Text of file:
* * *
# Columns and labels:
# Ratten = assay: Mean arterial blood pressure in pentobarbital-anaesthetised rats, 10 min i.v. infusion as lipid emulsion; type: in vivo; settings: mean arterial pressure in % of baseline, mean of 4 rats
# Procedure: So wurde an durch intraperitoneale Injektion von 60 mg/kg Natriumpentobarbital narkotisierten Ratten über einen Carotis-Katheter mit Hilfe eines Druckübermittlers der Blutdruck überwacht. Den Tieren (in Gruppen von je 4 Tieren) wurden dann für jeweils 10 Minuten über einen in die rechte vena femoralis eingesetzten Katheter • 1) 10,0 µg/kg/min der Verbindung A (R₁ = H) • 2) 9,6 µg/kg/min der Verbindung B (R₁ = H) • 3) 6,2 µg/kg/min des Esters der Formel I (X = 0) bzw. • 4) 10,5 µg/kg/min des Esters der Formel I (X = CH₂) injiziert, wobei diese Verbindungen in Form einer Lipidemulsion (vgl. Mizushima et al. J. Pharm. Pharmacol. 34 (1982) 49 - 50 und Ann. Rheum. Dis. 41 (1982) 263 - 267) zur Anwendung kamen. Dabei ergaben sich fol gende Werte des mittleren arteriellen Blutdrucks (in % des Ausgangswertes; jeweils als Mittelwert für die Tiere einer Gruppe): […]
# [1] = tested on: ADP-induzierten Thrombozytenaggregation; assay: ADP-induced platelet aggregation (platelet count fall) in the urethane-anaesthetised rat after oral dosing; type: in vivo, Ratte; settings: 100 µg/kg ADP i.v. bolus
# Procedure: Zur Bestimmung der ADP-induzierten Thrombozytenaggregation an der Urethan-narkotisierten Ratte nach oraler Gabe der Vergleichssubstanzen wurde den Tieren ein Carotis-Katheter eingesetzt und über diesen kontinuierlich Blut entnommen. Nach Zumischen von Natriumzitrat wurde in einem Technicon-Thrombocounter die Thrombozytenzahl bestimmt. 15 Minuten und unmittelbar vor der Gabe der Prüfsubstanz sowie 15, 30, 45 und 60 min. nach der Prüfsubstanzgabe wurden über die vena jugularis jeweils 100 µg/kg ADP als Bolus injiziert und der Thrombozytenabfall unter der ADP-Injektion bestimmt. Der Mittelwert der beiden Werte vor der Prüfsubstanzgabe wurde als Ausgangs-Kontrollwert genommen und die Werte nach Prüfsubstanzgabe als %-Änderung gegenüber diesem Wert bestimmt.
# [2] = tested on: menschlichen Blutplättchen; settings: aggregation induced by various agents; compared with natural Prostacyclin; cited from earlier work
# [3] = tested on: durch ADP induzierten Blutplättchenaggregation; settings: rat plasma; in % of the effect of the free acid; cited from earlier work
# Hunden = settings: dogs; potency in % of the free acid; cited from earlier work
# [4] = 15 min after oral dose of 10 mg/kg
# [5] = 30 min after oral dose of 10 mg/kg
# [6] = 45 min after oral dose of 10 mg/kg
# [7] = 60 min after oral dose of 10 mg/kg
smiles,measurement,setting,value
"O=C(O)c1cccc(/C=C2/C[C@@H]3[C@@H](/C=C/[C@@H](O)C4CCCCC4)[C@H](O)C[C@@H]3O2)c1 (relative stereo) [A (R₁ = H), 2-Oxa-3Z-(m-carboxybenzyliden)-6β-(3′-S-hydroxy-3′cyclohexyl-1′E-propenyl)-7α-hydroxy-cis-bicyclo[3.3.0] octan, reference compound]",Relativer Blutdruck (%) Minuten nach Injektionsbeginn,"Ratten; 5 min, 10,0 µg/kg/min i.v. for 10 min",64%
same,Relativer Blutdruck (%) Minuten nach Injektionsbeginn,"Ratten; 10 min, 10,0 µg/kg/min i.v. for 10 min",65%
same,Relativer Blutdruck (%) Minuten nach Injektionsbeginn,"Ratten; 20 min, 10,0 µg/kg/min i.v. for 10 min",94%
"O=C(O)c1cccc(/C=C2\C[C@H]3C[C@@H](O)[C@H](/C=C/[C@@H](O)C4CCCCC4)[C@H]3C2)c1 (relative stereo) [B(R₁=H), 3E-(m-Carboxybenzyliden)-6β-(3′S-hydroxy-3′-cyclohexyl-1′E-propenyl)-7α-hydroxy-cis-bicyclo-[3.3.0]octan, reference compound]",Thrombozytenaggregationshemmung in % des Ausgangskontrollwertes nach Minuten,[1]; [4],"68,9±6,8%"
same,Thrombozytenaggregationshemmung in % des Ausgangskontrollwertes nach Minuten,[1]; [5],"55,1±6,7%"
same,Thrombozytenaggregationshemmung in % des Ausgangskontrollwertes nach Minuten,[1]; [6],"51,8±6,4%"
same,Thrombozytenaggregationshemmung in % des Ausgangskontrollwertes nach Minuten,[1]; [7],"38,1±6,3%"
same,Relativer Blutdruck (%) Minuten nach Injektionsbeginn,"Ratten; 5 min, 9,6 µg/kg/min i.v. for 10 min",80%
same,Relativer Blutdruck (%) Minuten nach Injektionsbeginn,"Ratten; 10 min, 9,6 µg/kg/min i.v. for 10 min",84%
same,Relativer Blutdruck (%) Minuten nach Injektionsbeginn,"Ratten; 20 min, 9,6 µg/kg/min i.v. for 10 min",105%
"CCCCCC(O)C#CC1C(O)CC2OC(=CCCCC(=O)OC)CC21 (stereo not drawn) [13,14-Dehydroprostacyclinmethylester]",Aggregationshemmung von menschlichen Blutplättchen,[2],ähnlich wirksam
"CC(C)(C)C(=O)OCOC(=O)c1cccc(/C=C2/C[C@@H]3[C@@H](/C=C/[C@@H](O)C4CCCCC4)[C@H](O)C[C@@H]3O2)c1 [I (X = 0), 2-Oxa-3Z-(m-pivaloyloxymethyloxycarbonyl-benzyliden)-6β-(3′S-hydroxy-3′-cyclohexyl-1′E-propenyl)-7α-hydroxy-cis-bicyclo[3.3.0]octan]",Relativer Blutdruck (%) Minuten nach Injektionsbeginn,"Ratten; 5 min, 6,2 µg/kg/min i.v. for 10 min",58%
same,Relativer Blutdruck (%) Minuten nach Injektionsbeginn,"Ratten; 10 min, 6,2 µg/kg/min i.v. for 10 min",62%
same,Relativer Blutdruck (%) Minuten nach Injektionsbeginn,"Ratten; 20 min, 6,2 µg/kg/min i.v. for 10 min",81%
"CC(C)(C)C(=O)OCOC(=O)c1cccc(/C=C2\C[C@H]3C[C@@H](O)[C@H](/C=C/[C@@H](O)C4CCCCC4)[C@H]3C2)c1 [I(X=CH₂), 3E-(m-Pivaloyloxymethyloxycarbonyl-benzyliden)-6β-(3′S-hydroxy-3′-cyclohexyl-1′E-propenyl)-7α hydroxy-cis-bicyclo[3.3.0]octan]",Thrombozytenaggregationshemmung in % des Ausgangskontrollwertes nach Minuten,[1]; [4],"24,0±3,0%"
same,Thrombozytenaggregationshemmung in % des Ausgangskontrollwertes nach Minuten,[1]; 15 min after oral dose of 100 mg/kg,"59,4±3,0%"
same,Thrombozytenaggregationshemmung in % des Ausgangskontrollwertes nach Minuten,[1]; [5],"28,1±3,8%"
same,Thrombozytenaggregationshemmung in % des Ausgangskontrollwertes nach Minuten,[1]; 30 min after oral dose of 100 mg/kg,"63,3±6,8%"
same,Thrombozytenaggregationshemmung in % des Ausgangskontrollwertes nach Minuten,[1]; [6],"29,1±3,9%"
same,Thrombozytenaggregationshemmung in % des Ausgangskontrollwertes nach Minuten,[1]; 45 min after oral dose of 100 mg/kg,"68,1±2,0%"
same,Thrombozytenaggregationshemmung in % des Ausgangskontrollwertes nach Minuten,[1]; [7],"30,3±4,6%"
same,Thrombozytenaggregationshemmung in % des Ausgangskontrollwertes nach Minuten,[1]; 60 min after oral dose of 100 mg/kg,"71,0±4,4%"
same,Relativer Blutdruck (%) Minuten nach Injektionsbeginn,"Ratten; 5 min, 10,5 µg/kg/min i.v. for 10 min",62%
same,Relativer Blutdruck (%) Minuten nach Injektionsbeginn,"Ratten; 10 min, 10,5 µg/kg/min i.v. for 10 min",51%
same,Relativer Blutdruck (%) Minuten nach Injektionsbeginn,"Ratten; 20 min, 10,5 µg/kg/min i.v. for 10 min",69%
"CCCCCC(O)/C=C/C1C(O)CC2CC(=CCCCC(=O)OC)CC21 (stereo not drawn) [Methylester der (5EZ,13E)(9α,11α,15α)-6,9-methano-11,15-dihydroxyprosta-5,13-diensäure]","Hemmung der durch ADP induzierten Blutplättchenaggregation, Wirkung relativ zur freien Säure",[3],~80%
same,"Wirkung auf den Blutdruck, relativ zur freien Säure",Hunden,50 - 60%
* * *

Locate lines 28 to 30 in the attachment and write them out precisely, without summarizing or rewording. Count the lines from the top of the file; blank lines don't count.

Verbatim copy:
"CC(C)(C)C(=O)OCOC(=O)c1cccc(/C=C2\C[C@H]3C[C@@H](O)[C@H](/C=C/[C@@H](O)C4CCCCC4)[C@H]3C2)c1 [I(X=CH₂), 3E-(m-Pivaloyloxymethyloxycarbonyl-benzyliden)-6β-(3′S-hydroxy-3′-cyclohexyl-1′E-propenyl)-7α hydroxy-cis-bicyclo[3.3.0]octan]",Thrombozytenaggregationshemmung in % des Ausgangskontrollwertes nach Minuten,[1]; [4],"24,0±3,0%"
same,Thrombozytenaggregationshemmung in % des Ausgangskontrollwertes nach Minuten,[1]; 15 min after oral dose of 100 mg/kg,"59,4±3,0%"
same,Thrombozytenaggregationshemmung in % des Ausgangskontrollwertes nach Minuten,[1]; [5],"28,1±3,8%"